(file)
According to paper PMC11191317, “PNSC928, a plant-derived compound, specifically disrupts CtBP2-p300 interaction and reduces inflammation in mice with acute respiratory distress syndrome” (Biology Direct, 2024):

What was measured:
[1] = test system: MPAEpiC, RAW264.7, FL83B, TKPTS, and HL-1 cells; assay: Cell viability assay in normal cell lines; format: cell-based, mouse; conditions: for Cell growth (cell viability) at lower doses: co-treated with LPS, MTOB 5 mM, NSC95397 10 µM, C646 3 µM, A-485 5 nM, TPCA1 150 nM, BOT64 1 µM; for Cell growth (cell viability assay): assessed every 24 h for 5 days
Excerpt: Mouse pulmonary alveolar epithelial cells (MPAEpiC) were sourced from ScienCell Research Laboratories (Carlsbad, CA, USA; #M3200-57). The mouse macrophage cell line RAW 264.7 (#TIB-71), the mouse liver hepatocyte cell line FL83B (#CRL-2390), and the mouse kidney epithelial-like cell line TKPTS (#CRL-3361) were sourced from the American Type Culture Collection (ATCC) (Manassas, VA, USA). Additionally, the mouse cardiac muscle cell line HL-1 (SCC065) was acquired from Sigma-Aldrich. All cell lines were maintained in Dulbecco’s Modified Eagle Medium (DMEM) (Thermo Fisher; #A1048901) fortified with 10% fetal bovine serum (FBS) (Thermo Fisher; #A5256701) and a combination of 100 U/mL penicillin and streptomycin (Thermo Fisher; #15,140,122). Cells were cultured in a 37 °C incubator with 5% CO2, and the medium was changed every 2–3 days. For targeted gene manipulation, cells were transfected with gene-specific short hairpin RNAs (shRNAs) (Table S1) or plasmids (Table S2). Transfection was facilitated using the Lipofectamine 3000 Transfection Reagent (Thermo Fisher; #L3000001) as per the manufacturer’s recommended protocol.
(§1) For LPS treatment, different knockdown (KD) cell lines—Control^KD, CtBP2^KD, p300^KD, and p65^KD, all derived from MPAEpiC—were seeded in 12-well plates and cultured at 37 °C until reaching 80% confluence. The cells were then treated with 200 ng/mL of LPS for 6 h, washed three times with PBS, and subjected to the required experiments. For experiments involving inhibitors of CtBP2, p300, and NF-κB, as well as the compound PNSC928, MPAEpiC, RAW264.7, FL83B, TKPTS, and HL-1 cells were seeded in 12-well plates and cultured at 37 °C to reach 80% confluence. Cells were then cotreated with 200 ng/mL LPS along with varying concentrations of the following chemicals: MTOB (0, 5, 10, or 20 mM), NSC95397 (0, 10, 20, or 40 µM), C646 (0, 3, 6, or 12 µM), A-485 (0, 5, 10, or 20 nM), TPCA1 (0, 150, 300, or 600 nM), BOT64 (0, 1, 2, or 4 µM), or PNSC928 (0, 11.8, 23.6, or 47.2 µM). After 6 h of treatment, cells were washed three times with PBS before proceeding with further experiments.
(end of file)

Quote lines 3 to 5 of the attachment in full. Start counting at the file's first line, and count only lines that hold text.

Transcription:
[1] = test system: MPAEpiC, RAW264.7, FL83B, TKPTS, and HL-1 cells; assay: Cell viability assay in normal cell lines; format: cell-based, mouse; conditions: for Cell growth (cell viability) at lower doses: co-treated with LPS, MTOB 5 mM, NSC95397 10 µM, C646 3 µM, A-485 5 nM, TPCA1 150 nM, BOT64 1 µM; for Cell growth (cell viability assay): assessed every 24 h for 5 days
Excerpt: Mouse pulmonary alveolar epithelial cells (MPAEpiC) were sourced from ScienCell Research Laboratories (Carlsbad, CA, USA; #M3200-57). The mouse macrophage cell line RAW 264.7 (#TIB-71), the mouse liver hepatocyte cell line FL83B (#CRL-2390), and the mouse kidney epithelial-like cell line TKPTS (#CRL-3361) were sourced from the American Type Culture Collection (ATCC) (Manassas, VA, USA). Additionally, the mouse cardiac muscle cell line HL-1 (SCC065) was acquired from Sigma-Aldrich. All cell lines were maintained in Dulbecco’s Modified Eagle Medium (DMEM) (Thermo Fisher; #A1048901) fortified with 10% fetal bovine serum (FBS) (Thermo Fisher; #A5256701) and a combination of 100 U/mL penicillin and streptomycin (Thermo Fisher; #15,140,122). Cells were cultured in a 37 °C incubator with 5% CO2, and the medium was changed every 2–3 days. For targeted gene manipulation, cells were transfected with gene-specific short hairpin RNAs (shRNAs) (Table S1) or plasmids (Table S2). Transfection was facilitated using the Lipofectamine 3000 Transfection Reagent (Thermo Fisher; #L3000001) as per the manufacturer’s recommended protocol.
(§1) For LPS treatment, different knockdown (KD) cell lines—Control^KD, CtBP2^KD, p300^KD, and p65^KD, all derived from MPAEpiC—were seeded in 12-well plates and cultured at 37 °C until reaching 80% confluence. The cells were then treated with 200 ng/mL of LPS for 6 h, washed three times with PBS, and subjected to the required experiments. For experiments involving inhibitors of CtBP2, p300, and NF-κB, as well as the compound PNSC928, MPAEpiC, RAW264.7, FL83B, TKPTS, and HL-1 cells were seeded in 12-well plates and cultured at 37 °C to reach 80% confluence. Cells were then cotreated with 200 ng/mL LPS along with varying concentrations of the following chemicals: MTOB (0, 5, 10, or 20 mM), NSC95397 (0, 10, 20, or 40 µM), C646 (0, 3, 6, or 12 µM), A-485 (0, 5, 10, or 20 nM), TPCA1 (0, 150, 300, or 600 nM), BOT64 (0, 1, 2, or 4 µM), or PNSC928 (0, 11.8, 23.6, or 47.2 µM). After 6 h of treatment, cells were washed three times with PBS before proceeding with further experiments.